Multicellular spheroid models have been recognized as superior to monolayer cell cultures in antitumor drug screening, but their commercial adaptation in the pharmaceutical industry has been delayed, primarily due to technological limitations. The current study presents a new spheroid culture platform that addresses these technical restrictions. The new culturing device is based on a multiwell plate equipped with a glass bottom patterned with an array of UV adhesive microchambers. Each microchamber is designed to accommodate a single spheroid. The system facilitates the simultaneous creation and culturing of a large number of spheroids, as well as screening their response to antitumor drugs. The volume of the spheroids is easily controlled by seeding density. The location of each spheroid is preserved in the same microchamber throughout its growth, treatment with soluble agents, and imaging. The growth ratio parameter, a non-intrusive size analysis of the same spheroid before and after exposure to drugs, was found to be a sensitive indicator for the reaction of MCF7 breast cancer spheroids to cytotoxic drugs. This feature helps reveal the heterogeneity within the spheroid population during the formation process and their drug response, and provides an opportunity to detect specific, highly active or drug-resistant spheroid sub-groups. The advantages of this spheroid-based system make it an efficient drug-screening tool that may be valuable to related fields of research and clinical applications. © 2010 Elsevier Ltd.


Deutsch M.,Bar - Ilan University | Afrimzon E.,Bar - Ilan University | Namer Y.,Bar - Ilan University | Shafran Y.,Bar - Ilan University | And 10 more authors.
BMC Cell Biology | Year: 2010

Background: Cryopreservation is the only widely applicable method of storing vital cells for nearly unlimited periods of time. Successful cryopreservation is essential for reproductive medicine, stem cell research, cord blood storage and related biomedical areas. The methods currently used to retrieve a specific cell or a group of individual cells with specific biological properties after cryopreservation are quite complicated and inefficient.Results: The present study suggests a new approach in cryopreservation, utilizing the Individual Cell-based Cryo-Chip (i3C). The i3C is made of materials having appropriate durability for cryopreservation conditions. The core of this approach is an array of picowells, each picowell designed to maintain an individual cell during the severe conditions of the freezing - thawing cycle and accompanying treatments. More than 97% of cells were found to retain their position in the picowells throughout the entire freezing - thawing cycle and medium exchange. Thus the comparison between pre-freezing and post-thawing data can be achieved at an individual cell resolution. The intactness of cells undergoing slow freezing and thawing, while residing in the i3C, was found to be similar to that obtained with micro-vials. However, in a fast freezing protocol, the i3C was found to be far superior.Conclusions: The results of the present study offer new opportunities for cryopreservation. Using the present methodology, the cryopreservation of individual identifiable cells, and their observation and retrieval, at an individual cell resolution become possible for the first time. This approach facilitates the correlation between cell characteristics before and after the freezing - thawing cycle. Thus, it is expected to significantly enhance current cryopreservation procedures for successful regenerative and reproductive medicine. © 2010 Deutsch et al; licensee BioMed Central Ltd.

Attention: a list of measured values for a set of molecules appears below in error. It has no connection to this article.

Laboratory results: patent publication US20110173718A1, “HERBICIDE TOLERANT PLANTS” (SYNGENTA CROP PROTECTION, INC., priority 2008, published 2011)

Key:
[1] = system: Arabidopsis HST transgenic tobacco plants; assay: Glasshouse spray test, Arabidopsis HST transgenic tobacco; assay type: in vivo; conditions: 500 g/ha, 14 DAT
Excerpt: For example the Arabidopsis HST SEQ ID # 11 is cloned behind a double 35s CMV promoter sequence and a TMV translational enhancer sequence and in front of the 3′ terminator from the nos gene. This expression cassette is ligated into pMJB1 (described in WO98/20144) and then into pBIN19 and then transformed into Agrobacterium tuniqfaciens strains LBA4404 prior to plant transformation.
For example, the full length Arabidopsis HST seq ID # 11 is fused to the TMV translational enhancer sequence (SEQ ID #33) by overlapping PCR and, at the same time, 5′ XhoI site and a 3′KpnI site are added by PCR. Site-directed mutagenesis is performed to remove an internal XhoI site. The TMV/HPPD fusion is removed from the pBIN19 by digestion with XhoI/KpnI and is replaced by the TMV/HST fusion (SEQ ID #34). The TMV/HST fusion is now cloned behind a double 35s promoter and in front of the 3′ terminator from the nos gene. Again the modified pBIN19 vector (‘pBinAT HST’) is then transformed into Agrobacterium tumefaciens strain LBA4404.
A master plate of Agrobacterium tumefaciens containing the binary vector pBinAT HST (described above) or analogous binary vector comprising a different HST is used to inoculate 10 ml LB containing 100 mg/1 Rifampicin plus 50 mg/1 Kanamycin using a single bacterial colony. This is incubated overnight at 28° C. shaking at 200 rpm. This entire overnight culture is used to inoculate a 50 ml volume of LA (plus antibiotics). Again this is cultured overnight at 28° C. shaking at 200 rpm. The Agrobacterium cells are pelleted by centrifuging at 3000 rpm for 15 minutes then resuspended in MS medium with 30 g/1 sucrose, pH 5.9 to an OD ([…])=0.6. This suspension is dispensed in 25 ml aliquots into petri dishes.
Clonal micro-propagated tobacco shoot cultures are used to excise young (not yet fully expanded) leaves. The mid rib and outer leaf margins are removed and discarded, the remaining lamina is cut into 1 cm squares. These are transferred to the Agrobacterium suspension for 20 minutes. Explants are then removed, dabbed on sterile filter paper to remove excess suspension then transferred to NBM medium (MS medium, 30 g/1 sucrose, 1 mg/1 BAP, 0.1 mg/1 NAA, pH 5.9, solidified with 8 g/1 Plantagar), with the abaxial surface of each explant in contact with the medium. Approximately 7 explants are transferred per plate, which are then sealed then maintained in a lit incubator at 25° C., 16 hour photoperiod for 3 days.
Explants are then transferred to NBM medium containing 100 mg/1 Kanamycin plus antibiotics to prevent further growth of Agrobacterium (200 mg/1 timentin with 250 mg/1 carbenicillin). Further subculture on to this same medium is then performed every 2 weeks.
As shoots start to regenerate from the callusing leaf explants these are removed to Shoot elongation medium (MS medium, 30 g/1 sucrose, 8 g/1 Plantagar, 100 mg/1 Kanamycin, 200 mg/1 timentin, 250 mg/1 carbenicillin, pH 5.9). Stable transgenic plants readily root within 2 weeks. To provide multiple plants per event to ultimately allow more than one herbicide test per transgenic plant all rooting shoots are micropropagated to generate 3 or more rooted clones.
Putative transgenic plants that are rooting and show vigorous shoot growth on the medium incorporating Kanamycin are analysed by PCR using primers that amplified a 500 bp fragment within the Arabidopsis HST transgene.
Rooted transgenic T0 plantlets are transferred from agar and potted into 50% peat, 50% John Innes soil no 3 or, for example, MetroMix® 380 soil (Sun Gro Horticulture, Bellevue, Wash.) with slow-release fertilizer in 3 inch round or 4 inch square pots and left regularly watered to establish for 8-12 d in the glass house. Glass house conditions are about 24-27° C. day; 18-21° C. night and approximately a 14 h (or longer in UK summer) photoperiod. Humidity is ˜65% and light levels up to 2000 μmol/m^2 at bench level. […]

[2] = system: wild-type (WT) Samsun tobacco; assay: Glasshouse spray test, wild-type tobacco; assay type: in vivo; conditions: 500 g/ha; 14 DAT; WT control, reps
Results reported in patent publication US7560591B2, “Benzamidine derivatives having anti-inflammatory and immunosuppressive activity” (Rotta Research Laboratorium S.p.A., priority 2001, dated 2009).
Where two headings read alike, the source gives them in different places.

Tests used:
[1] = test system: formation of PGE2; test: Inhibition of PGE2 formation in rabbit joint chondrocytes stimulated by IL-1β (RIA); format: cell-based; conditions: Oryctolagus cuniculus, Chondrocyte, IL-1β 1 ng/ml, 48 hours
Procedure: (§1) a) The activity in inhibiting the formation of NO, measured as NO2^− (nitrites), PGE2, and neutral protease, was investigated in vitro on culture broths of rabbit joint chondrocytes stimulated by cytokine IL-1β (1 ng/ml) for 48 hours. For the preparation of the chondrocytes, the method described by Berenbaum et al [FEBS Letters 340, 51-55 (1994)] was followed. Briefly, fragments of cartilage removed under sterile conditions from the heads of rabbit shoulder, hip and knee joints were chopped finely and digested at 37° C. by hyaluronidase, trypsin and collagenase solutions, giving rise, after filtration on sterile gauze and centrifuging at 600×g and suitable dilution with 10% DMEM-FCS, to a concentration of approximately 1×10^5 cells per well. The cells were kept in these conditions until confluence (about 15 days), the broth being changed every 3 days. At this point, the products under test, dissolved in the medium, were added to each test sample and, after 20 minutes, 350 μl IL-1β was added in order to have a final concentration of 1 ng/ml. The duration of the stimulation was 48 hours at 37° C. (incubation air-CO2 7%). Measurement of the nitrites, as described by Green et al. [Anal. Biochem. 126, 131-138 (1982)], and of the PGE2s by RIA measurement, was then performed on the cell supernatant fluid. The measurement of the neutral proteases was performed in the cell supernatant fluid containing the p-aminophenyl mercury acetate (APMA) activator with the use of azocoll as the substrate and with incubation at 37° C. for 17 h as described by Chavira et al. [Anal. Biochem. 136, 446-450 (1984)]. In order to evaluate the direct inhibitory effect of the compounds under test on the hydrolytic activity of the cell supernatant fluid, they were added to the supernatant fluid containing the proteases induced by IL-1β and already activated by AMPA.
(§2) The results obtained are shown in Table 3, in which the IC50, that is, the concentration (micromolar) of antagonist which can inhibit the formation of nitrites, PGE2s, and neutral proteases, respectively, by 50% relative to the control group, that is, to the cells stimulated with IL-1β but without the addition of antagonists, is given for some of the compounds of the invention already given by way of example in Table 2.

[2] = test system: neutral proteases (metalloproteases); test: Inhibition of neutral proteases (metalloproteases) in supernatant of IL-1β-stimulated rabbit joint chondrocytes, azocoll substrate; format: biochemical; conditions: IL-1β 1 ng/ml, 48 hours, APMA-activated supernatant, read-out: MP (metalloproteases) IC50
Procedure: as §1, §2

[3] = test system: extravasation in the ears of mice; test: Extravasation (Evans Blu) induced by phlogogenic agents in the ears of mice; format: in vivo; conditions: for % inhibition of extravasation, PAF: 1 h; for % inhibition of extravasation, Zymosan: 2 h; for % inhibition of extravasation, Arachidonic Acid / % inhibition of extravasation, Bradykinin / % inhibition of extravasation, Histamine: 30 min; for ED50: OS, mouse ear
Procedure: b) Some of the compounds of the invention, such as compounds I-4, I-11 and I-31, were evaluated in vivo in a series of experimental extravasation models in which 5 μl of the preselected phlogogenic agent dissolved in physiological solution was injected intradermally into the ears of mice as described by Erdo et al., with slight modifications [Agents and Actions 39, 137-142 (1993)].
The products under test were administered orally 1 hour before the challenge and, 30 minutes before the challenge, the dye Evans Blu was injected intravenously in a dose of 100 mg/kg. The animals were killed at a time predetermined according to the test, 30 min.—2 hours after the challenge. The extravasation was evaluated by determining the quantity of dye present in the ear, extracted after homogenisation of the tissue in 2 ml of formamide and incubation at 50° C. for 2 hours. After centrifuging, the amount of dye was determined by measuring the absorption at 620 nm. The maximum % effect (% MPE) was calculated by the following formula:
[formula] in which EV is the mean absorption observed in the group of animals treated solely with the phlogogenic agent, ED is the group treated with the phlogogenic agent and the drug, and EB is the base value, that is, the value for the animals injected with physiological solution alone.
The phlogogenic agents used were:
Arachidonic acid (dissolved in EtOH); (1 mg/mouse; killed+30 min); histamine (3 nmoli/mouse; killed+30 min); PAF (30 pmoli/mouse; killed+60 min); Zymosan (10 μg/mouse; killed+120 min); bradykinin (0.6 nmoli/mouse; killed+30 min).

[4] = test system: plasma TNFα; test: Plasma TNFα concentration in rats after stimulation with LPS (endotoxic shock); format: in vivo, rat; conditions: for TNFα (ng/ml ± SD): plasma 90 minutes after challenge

Afrimzon E.,Bar - Ilan University | Zurgil N.,Bar - Ilan University | Shafran Y.,Bar - Ilan University | Ehrhart F.,Fraunhofer Institute for Biomedical Engineering | And 11 more authors.
BMC Cell Biology | Year: 2010

Background: The cryopreservation and thawing processes are known to induce many deleterious effects in cells and might be detrimental to several cell types. There is an inherent variability in cellular responses among cell types and within individual cells of a given population with regard to their ability to endure the freezing and thawing process. The aim of this study was to evaluate the fate of cryopreserved cells within an optical cryo apparatus, the individual-cell-based cryo-chip (i3C), by monitoring several basic cellular functional activities at the resolution of individual cells.Results: In the present study, U937 cells underwent the freezing and thawing cycle in the i3C device. Then a panel of vital tests was performed, including the number of dead cells (PI staining), apoptotic rate (Annexin V staining), mitochondrial membrane potential (TMRM staining), cytoplasm membrane integrity and intracellular metabolism (FDA staining), as well as post-thawing cell proliferation assays. Cells that underwent the freezing - thawing cycle in i3C devices exhibited the same functional activity as control cells. Moreover, the combination of the multi-parametric analysis at a single cell resolution and the optical and biological features of the device enable an accurate determination of the functional status of individual cells and subsequent retrieval and utilization of the most valuable cells.Conclusions: The means and methodologies described here enable the freezing and thawing of spatially identifiable cells, as well as the efficient detection of viable, specific, highly biologically active cells for future applications. © 2010 Afrimzon et al; licensee BioMed Central Ltd.


Sonntag F.,Fraunhofer Institute for Material and Beam Technology | Schilling N.,Fraunhofer Institute for Material and Beam Technology | Mader K.,Fraunhofer Institute for Material and Beam Technology | Gruchow M.,Fraunhofer Institute for Material and Beam Technology | And 8 more authors.
Journal of Biotechnology | Year: 2010

Dynamic miniaturized human multi-micro-organ bioreactor systems are envisaged as a possible solution for the embarrassing gap of predictive substance testing prior to human exposure. A rational approach was applied to simulate and design dynamic long-term cultures of the smallest possible functional human organ units, human " micro-organoids" , on a chip the shape of a microscope slide. Each chip contains six identical dynamic micro-bioreactors with three different micro-organoid culture segments each, a feed supply and waste reservoirs. A liver, a brain cortex and a bone marrow micro-organoid segment were designed into each bioreactor. This design was translated into a multi-layer chip prototype and a routine manufacturing procedure was established. The first series of microscopable, chemically resistant and sterilizable chip prototypes was tested for matrix compatibility and primary cell culture suitability. Sterility and long-term human cell survival could be shown. Optimizing the applied design approach and prototyping tools resulted in a time period of only 3 months for a single design and prototyping cycle. This rapid prototyping scheme now allows for fast adjustment or redesign of inaccurate architectures. The designed chip platform is thus ready to be evaluated for the establishment and maintenance of the human liver, brain cortex and bone marrow micro-organoids in a systemic microenvironment. © 2010 Elsevier B.V.